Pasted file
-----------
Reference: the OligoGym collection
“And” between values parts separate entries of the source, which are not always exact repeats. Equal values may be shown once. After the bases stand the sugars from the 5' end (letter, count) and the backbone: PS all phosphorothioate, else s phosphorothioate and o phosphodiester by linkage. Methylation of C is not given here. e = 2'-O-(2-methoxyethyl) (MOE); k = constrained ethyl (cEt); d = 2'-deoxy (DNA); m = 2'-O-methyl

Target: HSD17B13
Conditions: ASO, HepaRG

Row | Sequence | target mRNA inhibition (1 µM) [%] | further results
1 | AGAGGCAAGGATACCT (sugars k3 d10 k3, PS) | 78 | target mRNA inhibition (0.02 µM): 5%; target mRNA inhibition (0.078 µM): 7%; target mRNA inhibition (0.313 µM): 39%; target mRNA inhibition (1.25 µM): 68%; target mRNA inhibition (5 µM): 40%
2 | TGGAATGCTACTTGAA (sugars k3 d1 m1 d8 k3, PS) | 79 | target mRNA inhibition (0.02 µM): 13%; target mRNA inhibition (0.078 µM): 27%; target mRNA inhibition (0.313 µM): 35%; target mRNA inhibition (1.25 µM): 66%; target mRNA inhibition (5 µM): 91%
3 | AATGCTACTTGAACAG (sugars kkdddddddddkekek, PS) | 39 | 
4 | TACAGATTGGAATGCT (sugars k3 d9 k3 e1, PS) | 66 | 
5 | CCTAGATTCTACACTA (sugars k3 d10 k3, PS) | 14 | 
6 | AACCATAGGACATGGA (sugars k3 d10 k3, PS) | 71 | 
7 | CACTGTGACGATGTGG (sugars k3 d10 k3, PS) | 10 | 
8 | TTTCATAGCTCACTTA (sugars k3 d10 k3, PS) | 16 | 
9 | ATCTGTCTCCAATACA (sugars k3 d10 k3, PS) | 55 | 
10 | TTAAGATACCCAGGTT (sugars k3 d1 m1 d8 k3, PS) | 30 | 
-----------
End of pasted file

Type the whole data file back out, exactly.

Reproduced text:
Reference: the OligoGym collection
“And” between values parts separate entries of the source, which are not always exact repeats. Equal values may be shown once. After the bases stand the sugars from the 5' end (letter, count) and the backbone: PS all phosphorothioate, else s phosphorothioate and o phosphodiester by linkage. Methylation of C is not given here. e = 2'-O-(2-methoxyethyl) (MOE); k = constrained ethyl (cEt); d = 2'-deoxy (DNA); m = 2'-O-methyl

Target: HSD17B13
Conditions: ASO, HepaRG

Row | Sequence | target mRNA inhibition (1 µM) [%] | further results
1 | AGAGGCAAGGATACCT (sugars k3 d10 k3, PS) | 78 | target mRNA inhibition (0.02 µM): 5%; target mRNA inhibition (0.078 µM): 7%; target mRNA inhibition (0.313 µM): 39%; target mRNA inhibition (1.25 µM): 68%; target mRNA inhibition (5 µM): 40%
2 | TGGAATGCTACTTGAA (sugars k3 d1 m1 d8 k3, PS) | 79 | target mRNA inhibition (0.02 µM): 13%; target mRNA inhibition (0.078 µM): 27%; target mRNA inhibition (0.313 µM): 35%; target mRNA inhibition (1.25 µM): 66%; target mRNA inhibition (5 µM): 91%
3 | AATGCTACTTGAACAG (sugars kkdddddddddkekek, PS) | 39 | 
4 | TACAGATTGGAATGCT (sugars k3 d9 k3 e1, PS) | 66 | 
5 | CCTAGATTCTACACTA (sugars k3 d10 k3, PS) | 14 | 
6 | AACCATAGGACATGGA (sugars k3 d10 k3, PS) | 71 | 
7 | CACTGTGACGATGTGG (sugars k3 d10 k3, PS) | 10 | 
8 | TTTCATAGCTCACTTA (sugars k3 d10 k3, PS) | 16 | 
9 | ATCTGTCTCCAATACA (sugars k3 d10 k3, PS) | 55 | 
10 | TTAAGATACCCAGGTT (sugars k3 d1 m1 d8 k3, PS) | 30 | 